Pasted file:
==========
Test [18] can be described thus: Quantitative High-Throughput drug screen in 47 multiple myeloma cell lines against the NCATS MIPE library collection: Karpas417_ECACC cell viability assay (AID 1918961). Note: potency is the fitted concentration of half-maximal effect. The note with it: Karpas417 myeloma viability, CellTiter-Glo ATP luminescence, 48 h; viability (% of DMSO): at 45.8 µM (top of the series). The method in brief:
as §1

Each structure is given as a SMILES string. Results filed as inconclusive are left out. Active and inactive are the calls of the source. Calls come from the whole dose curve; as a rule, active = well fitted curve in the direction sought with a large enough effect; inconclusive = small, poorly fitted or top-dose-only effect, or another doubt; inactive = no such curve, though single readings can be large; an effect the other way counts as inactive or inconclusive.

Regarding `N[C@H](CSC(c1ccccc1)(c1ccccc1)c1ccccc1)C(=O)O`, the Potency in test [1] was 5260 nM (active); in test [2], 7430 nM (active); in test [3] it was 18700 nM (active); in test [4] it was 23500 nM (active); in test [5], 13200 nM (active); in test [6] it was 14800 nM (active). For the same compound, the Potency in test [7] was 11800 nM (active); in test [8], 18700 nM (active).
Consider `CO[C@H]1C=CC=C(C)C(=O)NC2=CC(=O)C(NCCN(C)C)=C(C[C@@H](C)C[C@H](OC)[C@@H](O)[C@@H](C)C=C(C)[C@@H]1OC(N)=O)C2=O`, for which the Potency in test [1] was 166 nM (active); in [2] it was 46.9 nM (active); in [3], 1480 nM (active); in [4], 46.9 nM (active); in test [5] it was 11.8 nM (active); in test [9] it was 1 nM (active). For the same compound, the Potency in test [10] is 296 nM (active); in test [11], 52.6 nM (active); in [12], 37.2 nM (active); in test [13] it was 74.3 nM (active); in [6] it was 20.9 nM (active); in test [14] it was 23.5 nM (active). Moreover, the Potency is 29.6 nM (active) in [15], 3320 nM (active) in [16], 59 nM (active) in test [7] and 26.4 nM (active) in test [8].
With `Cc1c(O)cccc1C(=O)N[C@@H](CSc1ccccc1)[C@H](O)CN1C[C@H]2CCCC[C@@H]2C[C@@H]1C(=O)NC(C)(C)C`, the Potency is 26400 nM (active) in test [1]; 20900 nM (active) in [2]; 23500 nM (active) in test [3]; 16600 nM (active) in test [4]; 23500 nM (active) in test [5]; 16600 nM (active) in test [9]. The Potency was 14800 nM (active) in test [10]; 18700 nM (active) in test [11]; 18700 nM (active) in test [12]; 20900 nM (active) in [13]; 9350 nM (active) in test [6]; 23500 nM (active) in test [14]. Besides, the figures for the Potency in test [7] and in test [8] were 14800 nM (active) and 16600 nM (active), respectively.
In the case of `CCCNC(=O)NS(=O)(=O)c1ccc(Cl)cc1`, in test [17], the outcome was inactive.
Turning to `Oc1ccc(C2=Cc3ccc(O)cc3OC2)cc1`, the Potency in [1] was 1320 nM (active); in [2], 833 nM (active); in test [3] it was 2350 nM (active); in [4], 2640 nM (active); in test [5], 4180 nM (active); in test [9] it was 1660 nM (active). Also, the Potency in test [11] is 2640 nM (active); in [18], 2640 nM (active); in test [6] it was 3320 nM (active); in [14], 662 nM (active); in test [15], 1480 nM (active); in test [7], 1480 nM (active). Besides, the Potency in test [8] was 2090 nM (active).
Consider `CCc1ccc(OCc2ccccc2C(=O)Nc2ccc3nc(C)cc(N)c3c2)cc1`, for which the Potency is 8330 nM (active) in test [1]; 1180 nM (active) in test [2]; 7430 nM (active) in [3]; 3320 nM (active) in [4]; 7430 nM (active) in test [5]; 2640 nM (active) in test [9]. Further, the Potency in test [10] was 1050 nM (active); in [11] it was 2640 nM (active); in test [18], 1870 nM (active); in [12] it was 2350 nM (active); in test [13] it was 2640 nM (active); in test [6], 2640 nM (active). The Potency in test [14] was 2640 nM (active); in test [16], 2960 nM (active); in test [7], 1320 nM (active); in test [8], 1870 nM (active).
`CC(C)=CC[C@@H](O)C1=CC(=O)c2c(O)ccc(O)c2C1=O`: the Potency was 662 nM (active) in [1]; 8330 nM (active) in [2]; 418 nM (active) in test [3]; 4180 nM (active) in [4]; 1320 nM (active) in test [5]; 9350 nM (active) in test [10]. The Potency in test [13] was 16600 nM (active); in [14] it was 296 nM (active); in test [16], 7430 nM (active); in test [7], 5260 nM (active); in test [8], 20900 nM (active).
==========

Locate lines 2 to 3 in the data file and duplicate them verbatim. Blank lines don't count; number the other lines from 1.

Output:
as §1

Each structure is given as a SMILES string. Results filed as inconclusive are left out. Active and inactive are the calls of the source. Calls come from the whole dose curve; as a rule, active = well fitted curve in the direction sought with a large enough effect; inconclusive = small, poorly fitted or top-dose-only effect, or another doubt; inactive = no such curve, though single readings can be large; an effect the other way counts as inactive or inconclusive.